US President George W. Bush also stepped up pressure on Damascus after a key Lebanese opposition figure said that Syrian intelligence agents remain in
Lebanon and additional political murders could be expected.
The UN mission will check on the status of implementation of Resolution 1559, passed by the Security Council in September, demanding the pullout of all Syrian forces from Lebanon, Mr Annan’s spokesman Fred Eckhard said on Friday. “No date has yet been set,” said Mr Eckhard.
A UN verification mission had reported on May 23 that Syria had “fully” withdrawn from its neighbour, in compliance with the resolution passed last year.
However, in a television interview late Thursday night, Lebanon’s Druze leader Walid Jumblatt said the “entire opposition is being targeted,” repeating an accusation he has often made since the murder in February of former premier Rafiq Hariri.
“The assassinations will continue with or without the knowledge of Syrian
President Bashar al-Assad,” he charged.
Jumblatt spoke only a week after the latest political killing, of prominent anti-Syrian journalist Samir Kassir, and his comments were swiftly echoed by US officials, including President Bush.
President Bush, calling Friday for Damascus to pull its intelligence services out of Lebanon, said he was “disturbed” by reports of their presence in Lebanon.
“Our message to Syria — and it’s not just the message of the United States; the United Nations has said the same thing — is that in order for Lebanon to be free,” Syria needs to “not only remove their military, but to remove intelligence officers as well.”
White House spokesman Scott McClellan said the United States was “deeply concerned about Syria’s interference and intimidation inside Lebanon.” He welcomed the return of the UN mission.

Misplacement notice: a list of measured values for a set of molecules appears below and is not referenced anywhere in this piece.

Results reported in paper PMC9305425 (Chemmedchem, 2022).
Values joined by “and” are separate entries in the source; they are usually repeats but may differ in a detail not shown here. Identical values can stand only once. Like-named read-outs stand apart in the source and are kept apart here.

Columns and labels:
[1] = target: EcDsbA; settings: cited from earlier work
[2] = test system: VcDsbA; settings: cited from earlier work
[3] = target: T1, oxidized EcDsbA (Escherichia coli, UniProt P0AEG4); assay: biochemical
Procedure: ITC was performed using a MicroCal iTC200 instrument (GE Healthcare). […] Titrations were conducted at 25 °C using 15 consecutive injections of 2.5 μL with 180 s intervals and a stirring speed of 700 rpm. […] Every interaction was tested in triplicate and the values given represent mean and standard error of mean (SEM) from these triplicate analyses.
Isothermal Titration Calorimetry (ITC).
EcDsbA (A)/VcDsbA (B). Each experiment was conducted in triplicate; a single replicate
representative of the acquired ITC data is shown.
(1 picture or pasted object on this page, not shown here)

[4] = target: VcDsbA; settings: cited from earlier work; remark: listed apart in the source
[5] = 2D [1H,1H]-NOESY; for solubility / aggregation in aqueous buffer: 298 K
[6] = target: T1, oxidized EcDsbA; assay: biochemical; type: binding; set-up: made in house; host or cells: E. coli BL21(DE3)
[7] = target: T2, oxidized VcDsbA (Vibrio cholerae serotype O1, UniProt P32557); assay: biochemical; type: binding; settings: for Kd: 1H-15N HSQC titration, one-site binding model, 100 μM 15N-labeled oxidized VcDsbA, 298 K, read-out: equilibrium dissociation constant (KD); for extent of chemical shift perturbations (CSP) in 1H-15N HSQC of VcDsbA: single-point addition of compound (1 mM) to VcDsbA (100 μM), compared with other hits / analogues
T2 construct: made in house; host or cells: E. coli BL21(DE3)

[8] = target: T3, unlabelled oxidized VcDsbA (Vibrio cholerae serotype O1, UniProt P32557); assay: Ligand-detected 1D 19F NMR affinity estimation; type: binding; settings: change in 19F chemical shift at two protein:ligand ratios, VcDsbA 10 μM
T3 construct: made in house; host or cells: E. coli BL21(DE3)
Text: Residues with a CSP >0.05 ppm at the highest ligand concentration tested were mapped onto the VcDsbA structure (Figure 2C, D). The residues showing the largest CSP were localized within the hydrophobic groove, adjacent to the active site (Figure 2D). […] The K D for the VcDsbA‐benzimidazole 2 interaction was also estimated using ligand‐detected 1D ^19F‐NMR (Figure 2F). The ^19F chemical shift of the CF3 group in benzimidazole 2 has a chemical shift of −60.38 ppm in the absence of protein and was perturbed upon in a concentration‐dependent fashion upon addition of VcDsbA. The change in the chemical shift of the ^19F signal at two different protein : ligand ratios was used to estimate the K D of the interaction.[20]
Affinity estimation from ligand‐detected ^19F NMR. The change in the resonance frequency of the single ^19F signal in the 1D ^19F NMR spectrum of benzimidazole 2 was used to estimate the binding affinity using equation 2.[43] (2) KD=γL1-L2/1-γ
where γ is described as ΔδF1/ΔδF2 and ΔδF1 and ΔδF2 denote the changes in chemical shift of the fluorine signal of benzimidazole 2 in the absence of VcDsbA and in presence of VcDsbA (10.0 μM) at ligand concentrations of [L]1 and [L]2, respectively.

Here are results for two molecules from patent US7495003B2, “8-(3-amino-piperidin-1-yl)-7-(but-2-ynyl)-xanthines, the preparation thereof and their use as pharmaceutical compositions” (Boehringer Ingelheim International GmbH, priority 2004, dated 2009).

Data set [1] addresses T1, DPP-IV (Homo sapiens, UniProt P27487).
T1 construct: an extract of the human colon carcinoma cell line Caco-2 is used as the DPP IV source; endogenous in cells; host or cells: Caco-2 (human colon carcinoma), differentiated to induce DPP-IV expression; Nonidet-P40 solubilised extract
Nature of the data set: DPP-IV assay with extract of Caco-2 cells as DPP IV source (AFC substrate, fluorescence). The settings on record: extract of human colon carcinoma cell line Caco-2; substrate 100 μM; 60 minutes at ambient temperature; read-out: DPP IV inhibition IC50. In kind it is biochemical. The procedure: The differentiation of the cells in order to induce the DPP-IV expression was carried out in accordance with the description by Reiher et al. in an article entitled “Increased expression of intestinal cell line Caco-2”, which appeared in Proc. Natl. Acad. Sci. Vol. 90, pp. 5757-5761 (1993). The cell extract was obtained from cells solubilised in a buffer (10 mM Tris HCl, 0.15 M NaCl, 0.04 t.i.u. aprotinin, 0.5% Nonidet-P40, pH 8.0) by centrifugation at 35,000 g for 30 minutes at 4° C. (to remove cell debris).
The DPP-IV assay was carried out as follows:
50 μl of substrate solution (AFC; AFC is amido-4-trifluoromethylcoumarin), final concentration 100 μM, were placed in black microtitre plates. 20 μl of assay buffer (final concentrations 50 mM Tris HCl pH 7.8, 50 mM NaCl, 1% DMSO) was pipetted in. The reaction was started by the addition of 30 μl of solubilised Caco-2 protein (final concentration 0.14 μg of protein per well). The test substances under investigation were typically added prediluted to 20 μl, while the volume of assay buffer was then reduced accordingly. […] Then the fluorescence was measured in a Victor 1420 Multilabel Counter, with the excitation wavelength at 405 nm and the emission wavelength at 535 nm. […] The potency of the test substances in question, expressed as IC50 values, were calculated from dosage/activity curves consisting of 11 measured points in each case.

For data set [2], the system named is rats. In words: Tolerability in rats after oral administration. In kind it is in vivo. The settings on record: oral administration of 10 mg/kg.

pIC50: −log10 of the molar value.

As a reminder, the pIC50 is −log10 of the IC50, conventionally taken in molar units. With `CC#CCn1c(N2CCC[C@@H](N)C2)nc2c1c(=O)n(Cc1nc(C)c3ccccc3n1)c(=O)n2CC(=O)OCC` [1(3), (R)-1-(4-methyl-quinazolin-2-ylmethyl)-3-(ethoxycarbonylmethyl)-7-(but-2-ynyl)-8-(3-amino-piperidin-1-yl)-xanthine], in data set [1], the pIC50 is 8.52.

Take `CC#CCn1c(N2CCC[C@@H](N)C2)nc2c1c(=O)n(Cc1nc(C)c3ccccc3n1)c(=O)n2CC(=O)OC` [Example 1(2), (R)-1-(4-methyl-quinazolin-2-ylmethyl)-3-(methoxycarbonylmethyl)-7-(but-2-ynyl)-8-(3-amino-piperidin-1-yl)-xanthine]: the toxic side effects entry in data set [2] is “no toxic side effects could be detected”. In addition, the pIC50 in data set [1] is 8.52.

Mr McClellan also spoke of a Syrian “hit list” of opponents of its influence.
“There are reports that we have been hearing about for some time about a
Syrian hit list targeting key Lebanese public figures of various political and religious persuasions for assassination,” McClellan told a briefing.
He said the reports had resurfaced following Kassir’s assassination.
The State Department has also warned about Syria’s role in Lebanon’s four-part elections currently half way through, but spokesman Sean McCormack held back on saying whether sanctions would be applied under the Syria Accountability Act.
Syria has strongly denied that any of its forces remain in the neighboring country where it has had a predominant influence for three decades.
In Damascus, Information Minister Mehdi Dakhlallah said the comments by
Mr Bush and other US administration officials were “false and lacking in objectivity.”
“All Syrian forces, whatever their service, have been withdrawn from
Lebanon,” the minister said.
Terje Roed-Larsen, the UN secretary general’s envoy for Lebanon, is to meet Syria’s President Bashir Al-Assad in Damascus on Sunday to discuss the Syrian withdrawal and the UN resolution.